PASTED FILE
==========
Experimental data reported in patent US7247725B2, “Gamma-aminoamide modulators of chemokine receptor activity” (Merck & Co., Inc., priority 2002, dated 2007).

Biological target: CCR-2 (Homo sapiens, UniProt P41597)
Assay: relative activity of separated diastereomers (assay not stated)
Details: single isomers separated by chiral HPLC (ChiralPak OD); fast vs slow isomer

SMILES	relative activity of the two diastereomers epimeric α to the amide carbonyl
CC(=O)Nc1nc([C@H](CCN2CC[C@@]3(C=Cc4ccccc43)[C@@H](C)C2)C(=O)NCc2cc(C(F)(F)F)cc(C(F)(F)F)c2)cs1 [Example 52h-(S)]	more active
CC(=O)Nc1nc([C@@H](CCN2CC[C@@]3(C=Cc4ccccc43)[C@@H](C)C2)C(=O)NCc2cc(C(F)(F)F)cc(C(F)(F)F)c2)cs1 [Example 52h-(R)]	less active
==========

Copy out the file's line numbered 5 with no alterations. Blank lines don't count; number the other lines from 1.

SMILES	relative activity of the two diastereomers epimeric α to the amide carbonyl